Finding the best nap length can be the trickiest part of a midday snooze. Is 20 minutes OK? What about 30, or even 60? In order to make waking easy (we all know that terrible groggy feeling that accompanies some naps) and prevent your afternoon siesta from affecting your bedtime, your power naps should be short and sweet.
"Short power naps can give your brain a boost, allowing you to better problem solve, concentrate, and make decisions," said Chris Brantner, a sleep coach and the founder of the website SleepZoo, which writes about all things sleep-related. Wait, a 20-minute nap hardly seems fair given how hard you work, right? Before you hit snooze and roll back over, Brantner has some words of caution: "Once you hit the 30 minute mark, you run the risk of experiencing sleep inertia," he told Bustle. "This is when you awake feeling groggy and exhausted, despite having slept."
The reason your brain experiences that annoying mental fog after a catnap is because it's entered deep-sleep mode, which is hard to wake from. "If you nap long enough to enter into slow-wave sleep, you're going to need to sleep through your entire sleep cycle (about 90 minutes) so you can awake during light sleep and feel better," Brantner explained.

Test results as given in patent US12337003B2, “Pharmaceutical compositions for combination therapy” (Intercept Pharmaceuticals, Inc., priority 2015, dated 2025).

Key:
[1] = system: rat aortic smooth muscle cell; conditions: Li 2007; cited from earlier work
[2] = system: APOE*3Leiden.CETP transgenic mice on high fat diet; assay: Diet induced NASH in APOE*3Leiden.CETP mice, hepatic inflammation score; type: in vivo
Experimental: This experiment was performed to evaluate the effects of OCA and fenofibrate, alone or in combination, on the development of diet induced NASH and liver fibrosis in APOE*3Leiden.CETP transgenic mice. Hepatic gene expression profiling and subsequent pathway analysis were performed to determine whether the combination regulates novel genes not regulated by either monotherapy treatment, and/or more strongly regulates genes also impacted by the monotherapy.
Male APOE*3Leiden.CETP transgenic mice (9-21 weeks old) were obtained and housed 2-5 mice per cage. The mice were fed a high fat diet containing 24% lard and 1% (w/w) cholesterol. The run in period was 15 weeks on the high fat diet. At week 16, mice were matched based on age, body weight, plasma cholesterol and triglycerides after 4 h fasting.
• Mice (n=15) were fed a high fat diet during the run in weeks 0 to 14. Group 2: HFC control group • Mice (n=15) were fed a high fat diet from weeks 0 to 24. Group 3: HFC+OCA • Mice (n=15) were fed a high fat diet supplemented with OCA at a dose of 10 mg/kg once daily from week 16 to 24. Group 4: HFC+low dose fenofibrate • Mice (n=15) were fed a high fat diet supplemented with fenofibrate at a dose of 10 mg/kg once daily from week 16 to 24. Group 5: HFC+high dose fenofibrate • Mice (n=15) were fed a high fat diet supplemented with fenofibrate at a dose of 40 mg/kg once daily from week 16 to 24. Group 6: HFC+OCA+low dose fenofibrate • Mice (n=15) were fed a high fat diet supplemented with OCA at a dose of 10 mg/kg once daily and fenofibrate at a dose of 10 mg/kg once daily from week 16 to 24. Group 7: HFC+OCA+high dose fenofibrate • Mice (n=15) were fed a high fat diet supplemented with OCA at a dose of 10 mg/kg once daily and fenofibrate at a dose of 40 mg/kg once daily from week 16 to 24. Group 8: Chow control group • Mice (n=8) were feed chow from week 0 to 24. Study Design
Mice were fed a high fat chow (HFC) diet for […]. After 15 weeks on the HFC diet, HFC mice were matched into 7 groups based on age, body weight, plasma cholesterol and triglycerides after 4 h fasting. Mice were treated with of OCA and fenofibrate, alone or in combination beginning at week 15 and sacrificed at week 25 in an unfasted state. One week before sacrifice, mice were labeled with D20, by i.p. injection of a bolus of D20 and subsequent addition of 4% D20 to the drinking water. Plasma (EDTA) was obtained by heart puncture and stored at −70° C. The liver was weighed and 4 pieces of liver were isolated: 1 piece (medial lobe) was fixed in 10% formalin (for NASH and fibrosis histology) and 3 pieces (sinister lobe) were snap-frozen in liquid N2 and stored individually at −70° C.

Sadly, most of us don't have 90 minutes during the day to take a full nap. And even if we did, sleep experts say it isn't great for your health either. "Excessive napping can cause your body's internal sleep/wake rhythm to be knocked off kilter," Vanessa H. Roddenberry, PhD, told Bustle. "If you 'snack' on sleep during the day, your body won't be as hungry for it at night." Then, you'll be stuck tossing and turning until the wee hours instead of sleeping peacefully.
It stinks having to pull yourself out of bed or off the couch after a nap — but if you time it right, you should awake feeling refreshed and revitalized. Then, you can go off to conquer the world.